First Nations Garden - Montréal Botanical Garden – Space for Life

Natural beauty

The First Nations Garden, located at the heart of the Montréal Botanical Garden, highlights the close bond that Indigenous peoples and the Inuit have always had with the land and mother nature. The garden consists of over 300 different plant species and is the culmination of three years of work. The 2.5-hectare garden first opened in August 2001. 

Mount Royal (or “the Mountain” as it is known to Montrealers) offers three breathtaking views of Montréal from its three summits, one of which was renamed Tiohtià:ke Otsira’kéhne in 2017 to honour Kanien’kehá:ka (Mohawk) heritage and the peak’s use as a First Nations fire beacon. Come for a hike or a drive to enjoy the beautiful views. 

Taste experiences

The Roundhouse Café, the only Indigenous café in Montréal, offers a special blend from Indigenous roaster Moccasin Jo and a selection of delicious Indigenous-inspired fare, including sweet Bannock and Indigenous tacos. The café’s main goal is to promote social diversity and empower Indigenous peoples. 

Moccasin Joe, a specialty and on-demand micro-roaster located in the Kanien’kehá:ka community of Kanesatake, is a great place to pick up fresh, locally made coffee, food and treats. And while you’re in the territory, don’t forget to check out the Skywatcher Alpaca Farm!


A day trip to Kahnawá:ke

For a truly immersive experience of Indigenous culture, one only has to drive about 30 minutes away from downtown to the Kanien’kehá:ka reserve of Kahnawá:ke. Over the last few years, the community has become a destination offering tours, arts and crafts, a yearly powwow, and of course, amazing food and drinks, all surrounded by beautiful greenery and views of the St. Lawrence River.  

At the Kahnawá:ke Marina, dance to the beat of a different drum at the annual Echoes of a Proud Nation Pow Wow, a vibrant, high-energy celebration of traditional and contemporary Indigenous cultures. This year's pow wow, "Echoes of a proud nation", will feature traditional dancing and drumming, plus a dazzling display of competitive dancers in brilliantly coloured regalia, from July 8 to 9, 2023. Sample traditional native cuisine and pick up authentic artworks, crafts, carving, beadwork, jewelry and more from onsite artisan vendors.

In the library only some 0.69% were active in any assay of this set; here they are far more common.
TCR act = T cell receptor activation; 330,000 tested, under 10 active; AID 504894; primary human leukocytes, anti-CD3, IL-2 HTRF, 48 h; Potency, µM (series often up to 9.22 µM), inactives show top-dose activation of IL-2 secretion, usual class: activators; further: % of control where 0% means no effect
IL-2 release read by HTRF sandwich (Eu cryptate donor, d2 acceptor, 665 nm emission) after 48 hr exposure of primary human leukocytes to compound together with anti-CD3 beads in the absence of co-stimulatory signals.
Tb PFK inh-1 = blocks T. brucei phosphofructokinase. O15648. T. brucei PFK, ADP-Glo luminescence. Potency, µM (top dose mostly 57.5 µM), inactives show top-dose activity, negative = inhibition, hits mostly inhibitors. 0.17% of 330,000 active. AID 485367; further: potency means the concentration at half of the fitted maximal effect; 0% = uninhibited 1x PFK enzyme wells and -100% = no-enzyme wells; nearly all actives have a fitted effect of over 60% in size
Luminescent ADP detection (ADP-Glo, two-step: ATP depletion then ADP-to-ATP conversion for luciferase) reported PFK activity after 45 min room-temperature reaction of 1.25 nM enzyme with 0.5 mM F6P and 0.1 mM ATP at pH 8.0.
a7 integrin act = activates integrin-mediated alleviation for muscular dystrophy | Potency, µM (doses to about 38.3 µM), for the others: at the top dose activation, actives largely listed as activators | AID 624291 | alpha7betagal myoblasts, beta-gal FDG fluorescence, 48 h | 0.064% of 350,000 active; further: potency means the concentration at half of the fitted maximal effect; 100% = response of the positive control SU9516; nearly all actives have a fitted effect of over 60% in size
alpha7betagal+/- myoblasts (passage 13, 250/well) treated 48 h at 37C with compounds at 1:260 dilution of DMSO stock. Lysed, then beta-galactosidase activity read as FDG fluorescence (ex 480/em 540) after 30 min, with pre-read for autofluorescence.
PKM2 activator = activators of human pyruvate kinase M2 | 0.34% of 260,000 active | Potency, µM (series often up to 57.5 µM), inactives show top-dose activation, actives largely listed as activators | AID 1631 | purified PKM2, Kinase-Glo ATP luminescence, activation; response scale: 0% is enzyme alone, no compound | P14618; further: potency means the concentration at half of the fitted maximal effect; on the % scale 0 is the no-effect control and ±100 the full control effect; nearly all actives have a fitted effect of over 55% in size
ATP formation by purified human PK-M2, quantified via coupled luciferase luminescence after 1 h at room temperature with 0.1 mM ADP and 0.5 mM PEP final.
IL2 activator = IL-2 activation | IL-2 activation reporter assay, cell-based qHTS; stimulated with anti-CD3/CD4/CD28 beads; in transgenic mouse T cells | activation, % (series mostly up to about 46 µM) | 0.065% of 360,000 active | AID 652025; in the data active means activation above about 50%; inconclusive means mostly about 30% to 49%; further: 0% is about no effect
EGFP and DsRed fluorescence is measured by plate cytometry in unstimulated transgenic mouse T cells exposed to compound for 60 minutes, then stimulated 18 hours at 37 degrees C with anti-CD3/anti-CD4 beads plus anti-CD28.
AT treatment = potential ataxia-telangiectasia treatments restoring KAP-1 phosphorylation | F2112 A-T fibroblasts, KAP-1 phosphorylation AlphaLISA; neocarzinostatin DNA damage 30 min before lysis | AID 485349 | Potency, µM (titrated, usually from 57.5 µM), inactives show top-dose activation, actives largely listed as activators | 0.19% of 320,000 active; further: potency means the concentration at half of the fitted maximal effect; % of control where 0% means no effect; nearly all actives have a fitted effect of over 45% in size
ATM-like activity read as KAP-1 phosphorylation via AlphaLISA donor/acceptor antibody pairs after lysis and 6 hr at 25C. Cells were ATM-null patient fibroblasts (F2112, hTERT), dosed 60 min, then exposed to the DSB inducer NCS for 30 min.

Did you know?

Montréal Chef Chuck Hughes (Garde Manger) travelled across Quebec and Ontario to meet and learn from Indigenous communities and their culinary traditions. He made a TV series out of it that airs on Canada’s Indigenous television network APTN. He’s been quoted saying he learned a lot of new cooking techniques along the way and earned a new respect for ingredients.

Our ways: Peel Trail

A tribute to the Iroquian peoples

Tsi niion kwarihò:ten (“Our ways: Peel Trail”) is a tribute to the Iroquoian peoples on the island of Montréal. Dotted with bronze sculptures, this route encourages reflection and mutual understanding between the various native and non-native cultures.

Throughout this auditory and visual experience, we discover the artistic dialogue between MC Snow, a Kanien'kehá:ka artist, and Kyra Revenko, a non-Aboriginal artist. Inspired by the Kanien'kehá:ka thanksgiving ceremony “Words Before All Else”, their works honor every essential element of life, reflecting the richness of cultural diversity.

Archaeological digs carried out between 2016 and 2019 on Sherbrooke and Peel streets have revealed a 14th-century Iroquoian village. This major discovery is the inspiration for this tour.

Marisela Amador

Marisela Amador

Marisela Amador is a reporter who works in the Kanien’kehá:ka community of Kahnawà:ke. When she’s not reporting the news, she is out and about in her favourite city in the world, Montréal. Of Latin-American descent, she enjoys good food and drinks, art and culture and spending time with friends.